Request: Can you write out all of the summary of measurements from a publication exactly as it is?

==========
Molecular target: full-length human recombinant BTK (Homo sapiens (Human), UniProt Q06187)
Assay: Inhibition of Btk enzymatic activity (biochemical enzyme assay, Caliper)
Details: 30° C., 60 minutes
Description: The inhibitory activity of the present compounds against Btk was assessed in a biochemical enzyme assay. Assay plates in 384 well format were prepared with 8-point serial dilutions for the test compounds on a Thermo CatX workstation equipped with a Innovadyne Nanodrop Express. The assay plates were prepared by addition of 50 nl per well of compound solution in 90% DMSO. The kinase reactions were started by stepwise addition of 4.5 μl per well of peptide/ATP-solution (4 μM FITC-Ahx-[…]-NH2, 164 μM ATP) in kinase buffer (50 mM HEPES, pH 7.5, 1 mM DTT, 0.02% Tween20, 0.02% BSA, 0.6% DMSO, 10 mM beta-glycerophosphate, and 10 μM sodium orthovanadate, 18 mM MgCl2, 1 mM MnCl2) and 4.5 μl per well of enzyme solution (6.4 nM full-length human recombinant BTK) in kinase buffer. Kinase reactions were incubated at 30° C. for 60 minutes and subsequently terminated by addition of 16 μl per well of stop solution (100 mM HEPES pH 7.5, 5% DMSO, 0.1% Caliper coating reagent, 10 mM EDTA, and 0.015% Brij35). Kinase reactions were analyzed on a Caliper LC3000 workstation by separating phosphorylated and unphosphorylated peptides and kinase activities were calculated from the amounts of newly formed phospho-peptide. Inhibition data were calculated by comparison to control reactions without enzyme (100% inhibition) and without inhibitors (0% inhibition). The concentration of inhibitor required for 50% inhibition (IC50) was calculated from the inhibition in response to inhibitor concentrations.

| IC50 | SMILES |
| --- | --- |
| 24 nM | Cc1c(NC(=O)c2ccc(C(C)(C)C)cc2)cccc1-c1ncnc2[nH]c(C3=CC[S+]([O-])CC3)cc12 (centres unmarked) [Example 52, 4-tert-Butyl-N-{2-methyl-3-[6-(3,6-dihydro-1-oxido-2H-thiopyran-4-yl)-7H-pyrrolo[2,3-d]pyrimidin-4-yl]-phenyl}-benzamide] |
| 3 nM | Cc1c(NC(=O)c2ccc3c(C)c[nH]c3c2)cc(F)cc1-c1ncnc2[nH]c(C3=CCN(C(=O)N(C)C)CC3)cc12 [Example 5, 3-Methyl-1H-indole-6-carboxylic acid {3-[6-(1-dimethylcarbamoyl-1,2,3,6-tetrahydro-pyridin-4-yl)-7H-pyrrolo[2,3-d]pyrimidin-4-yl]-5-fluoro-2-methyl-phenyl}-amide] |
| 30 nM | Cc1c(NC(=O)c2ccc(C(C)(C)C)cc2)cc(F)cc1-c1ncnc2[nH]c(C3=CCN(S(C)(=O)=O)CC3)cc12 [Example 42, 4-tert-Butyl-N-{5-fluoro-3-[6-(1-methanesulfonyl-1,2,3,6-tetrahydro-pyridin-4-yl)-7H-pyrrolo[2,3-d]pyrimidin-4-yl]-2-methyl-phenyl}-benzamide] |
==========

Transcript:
Molecular target: full-length human recombinant BTK (Homo sapiens (Human), UniProt Q06187)
Assay: Inhibition of Btk enzymatic activity (biochemical enzyme assay, Caliper)
Details: 30° C., 60 minutes
Description: The inhibitory activity of the present compounds against Btk was assessed in a biochemical enzyme assay. Assay plates in 384 well format were prepared with 8-point serial dilutions for the test compounds on a Thermo CatX workstation equipped with a Innovadyne Nanodrop Express. The assay plates were prepared by addition of 50 nl per well of compound solution in 90% DMSO. The kinase reactions were started by stepwise addition of 4.5 μl per well of peptide/ATP-solution (4 μM FITC-Ahx-[…]-NH2, 164 μM ATP) in kinase buffer (50 mM HEPES, pH 7.5, 1 mM DTT, 0.02% Tween20, 0.02% BSA, 0.6% DMSO, 10 mM beta-glycerophosphate, and 10 μM sodium orthovanadate, 18 mM MgCl2, 1 mM MnCl2) and 4.5 μl per well of enzyme solution (6.4 nM full-length human recombinant BTK) in kinase buffer. Kinase reactions were incubated at 30° C. for 60 minutes and subsequently terminated by addition of 16 μl per well of stop solution (100 mM HEPES pH 7.5, 5% DMSO, 0.1% Caliper coating reagent, 10 mM EDTA, and 0.015% Brij35). Kinase reactions were analyzed on a Caliper LC3000 workstation by separating phosphorylated and unphosphorylated peptides and kinase activities were calculated from the amounts of newly formed phospho-peptide. Inhibition data were calculated by comparison to control reactions without enzyme (100% inhibition) and without inhibitors (0% inhibition). The concentration of inhibitor required for 50% inhibition (IC50) was calculated from the inhibition in response to inhibitor concentrations.

| IC50 | SMILES |
| --- | --- |
| 24 nM | Cc1c(NC(=O)c2ccc(C(C)(C)C)cc2)cccc1-c1ncnc2[nH]c(C3=CC[S+]([O-])CC3)cc12 (centres unmarked) [Example 52, 4-tert-Butyl-N-{2-methyl-3-[6-(3,6-dihydro-1-oxido-2H-thiopyran-4-yl)-7H-pyrrolo[2,3-d]pyrimidin-4-yl]-phenyl}-benzamide] |
| 3 nM | Cc1c(NC(=O)c2ccc3c(C)c[nH]c3c2)cc(F)cc1-c1ncnc2[nH]c(C3=CCN(C(=O)N(C)C)CC3)cc12 [Example 5, 3-Methyl-1H-indole-6-carboxylic acid {3-[6-(1-dimethylcarbamoyl-1,2,3,6-tetrahydro-pyridin-4-yl)-7H-pyrrolo[2,3-d]pyrimidin-4-yl]-5-fluoro-2-methyl-phenyl}-amide] |
| 30 nM | Cc1c(NC(=O)c2ccc(C(C)(C)C)cc2)cc(F)cc1-c1ncnc2[nH]c(C3=CCN(S(C)(=O)=O)CC3)cc12 [Example 42, 4-tert-Butyl-N-{5-fluoro-3-[6-(1-methanesulfonyl-1,2,3,6-tetrahydro-pyridin-4-yl)-7H-pyrrolo[2,3-d]pyrimidin-4-yl]-2-methyl-phenyl}-benzamide] |